Nearly twenty-five years ago a handful of Christian parents decided they wanted a better education for their children than what was available to them. Trinitas Christian School was born out of the initiative they took to solve that problem. All these years later, parents are still making Trinitas what it is. As we wind down a busy spring semester, filled with events led and staffed by volunteer parents, and head into the summer, it is good to pause here and thank our parents who make Trinitas possible.
A quality that is disappearing from the world is the ability to see and understand what lies beneath the surface of an issue. People seem increasingly content to swallow headlines hook, line, and sinker as if the story could be no deeper than the tallest letters in bold print. This sort of naivety is the very thing that makes a people easily manipulated or even oppressed.
Christians are people of the Resurrection. Without it, Paul says, “We are of all people most to be pitied” (1 Cor. 15:19). We can be confident that we are eternal beings, that Christ has conquered death and the grave, and that to be absent from the body is to be present with the Lord. We will at our deaths be present with our Lord and Savior because we are people of the Resurrection. But what now? How should we live in light of this truth? To put it plainly, the Resurrection should change the way we approach all of life!
The conversation at Parent Traditio this month centered on twenty-one resolutions penned by the early American Congregational minister Cotton Mather entitled "A Father's Resolutions." Each resolution contains practical guidance for Christian parents who aspire to - with God's grace - raise their children in the paideia or nurture and admonition of the Lord.
G.K. Chesterton is responsible for one of my favorite quotes about education. He wrote,
“Education is not a subject and does not deal in subjects. It is instead a transfer of a way of life.” What we are trying to do at Trinitas is transfer a way of life to our students, a paideia, a way of being distinctly Christian in a world that seems increasingly hostile to that."
(This essay was written by Trinitas senior Claire McNeill and published recently in Classis: The Journal of Classical Christian Education.)
What do we picture when we think of a wise man? The image we typically conjure up is a man who is reputable, well-respected in his community, and sought by all for his sagacity. He is a man of considerable rank and influence. In most of our imaginings, he is surrounded by wealth, like Solomon or the Magi. In contrast, what do we picture when we think of a fool? One who is laughed at, scorned; when he is not ignored, he is either despised or held as ridiculous. These associations are firmly fixed in the minds of men; folly and wisdom are the difference between a child and a man, a jester and a king.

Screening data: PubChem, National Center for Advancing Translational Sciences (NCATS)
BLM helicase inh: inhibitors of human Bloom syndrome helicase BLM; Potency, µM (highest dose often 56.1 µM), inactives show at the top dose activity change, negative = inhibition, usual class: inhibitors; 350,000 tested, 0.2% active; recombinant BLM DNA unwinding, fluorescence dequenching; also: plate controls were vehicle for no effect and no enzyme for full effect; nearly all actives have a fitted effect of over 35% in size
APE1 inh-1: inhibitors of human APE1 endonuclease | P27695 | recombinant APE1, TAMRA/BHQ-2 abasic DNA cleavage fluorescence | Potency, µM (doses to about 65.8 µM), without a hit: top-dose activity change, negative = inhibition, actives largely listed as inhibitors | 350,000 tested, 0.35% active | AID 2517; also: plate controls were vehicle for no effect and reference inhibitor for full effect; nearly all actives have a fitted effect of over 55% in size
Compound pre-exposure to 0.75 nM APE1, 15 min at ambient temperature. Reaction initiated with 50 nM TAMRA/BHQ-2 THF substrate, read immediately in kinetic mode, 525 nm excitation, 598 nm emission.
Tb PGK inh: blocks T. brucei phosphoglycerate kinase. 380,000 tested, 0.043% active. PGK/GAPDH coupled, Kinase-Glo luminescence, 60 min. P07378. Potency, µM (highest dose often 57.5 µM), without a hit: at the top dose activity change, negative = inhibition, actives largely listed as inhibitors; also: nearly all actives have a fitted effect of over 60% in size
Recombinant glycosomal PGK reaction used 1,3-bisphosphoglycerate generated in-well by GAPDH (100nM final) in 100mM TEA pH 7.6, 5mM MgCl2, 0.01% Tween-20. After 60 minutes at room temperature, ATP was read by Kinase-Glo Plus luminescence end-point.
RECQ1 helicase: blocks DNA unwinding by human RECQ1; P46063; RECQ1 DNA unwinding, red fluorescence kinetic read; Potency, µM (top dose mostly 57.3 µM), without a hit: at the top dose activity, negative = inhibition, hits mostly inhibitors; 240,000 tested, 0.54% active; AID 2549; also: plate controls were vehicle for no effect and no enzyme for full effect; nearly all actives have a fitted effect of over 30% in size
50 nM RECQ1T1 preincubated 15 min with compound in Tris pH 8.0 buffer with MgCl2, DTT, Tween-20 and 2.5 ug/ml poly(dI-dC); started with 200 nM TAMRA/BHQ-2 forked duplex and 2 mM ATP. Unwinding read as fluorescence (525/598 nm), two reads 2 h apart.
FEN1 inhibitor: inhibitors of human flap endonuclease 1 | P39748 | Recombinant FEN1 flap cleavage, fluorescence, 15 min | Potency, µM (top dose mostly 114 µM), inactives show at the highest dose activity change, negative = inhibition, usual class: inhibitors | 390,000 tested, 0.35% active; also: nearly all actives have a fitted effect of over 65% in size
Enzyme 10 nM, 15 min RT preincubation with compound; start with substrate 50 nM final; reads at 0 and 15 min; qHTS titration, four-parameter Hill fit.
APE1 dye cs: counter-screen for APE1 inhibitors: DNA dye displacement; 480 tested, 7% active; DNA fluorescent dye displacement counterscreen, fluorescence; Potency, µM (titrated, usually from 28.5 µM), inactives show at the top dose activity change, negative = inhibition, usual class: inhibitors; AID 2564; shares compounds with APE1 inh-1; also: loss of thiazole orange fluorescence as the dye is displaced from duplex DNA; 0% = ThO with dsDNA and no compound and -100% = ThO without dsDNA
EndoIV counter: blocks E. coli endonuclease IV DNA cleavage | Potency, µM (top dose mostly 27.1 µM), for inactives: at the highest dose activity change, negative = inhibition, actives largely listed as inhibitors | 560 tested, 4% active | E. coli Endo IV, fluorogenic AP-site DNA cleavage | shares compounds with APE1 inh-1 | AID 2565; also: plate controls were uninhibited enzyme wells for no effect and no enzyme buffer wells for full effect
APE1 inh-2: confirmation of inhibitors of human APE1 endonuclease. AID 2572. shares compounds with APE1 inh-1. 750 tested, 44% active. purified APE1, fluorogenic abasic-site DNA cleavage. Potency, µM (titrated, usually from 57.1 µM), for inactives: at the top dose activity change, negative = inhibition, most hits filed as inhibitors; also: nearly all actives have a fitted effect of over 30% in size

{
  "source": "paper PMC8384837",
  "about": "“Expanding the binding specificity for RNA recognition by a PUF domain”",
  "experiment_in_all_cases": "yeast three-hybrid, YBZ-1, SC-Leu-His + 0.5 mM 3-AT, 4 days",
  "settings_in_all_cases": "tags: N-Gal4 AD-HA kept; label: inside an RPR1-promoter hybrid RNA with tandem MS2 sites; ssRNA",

With very few exceptions parents of students in classical Christian schools are not classically educated. Many of us, probably most of us, attended and then graduated from government schools or traditional Christian schools. By God’s grace, though, we have found a better path for our children.
One of the best things about classical education is the idea that parents can be educated alongside their children.
The book of Deuteronomy is basically a reminder, or a refresher course, given to the nation of Israel by Moses before they enter into the land God promised them. In chapter five, Moses recapitulates the Ten Commandments. In chapter six, he reminds Israel to “love the LORD your God with all your heart and with all your soul and with all your might” (Deut. 6:5). He goes on to say that all the words he is teaching them, they should also teach their children; in fact, he tells them they must teach their children “diligently” all the things that he teaches the adults (Deut. 6:7). He gives fair warning of the consequence if they should fail to teach their children God’s ways: when times get good, they will forget God (Deut. 6:10-12).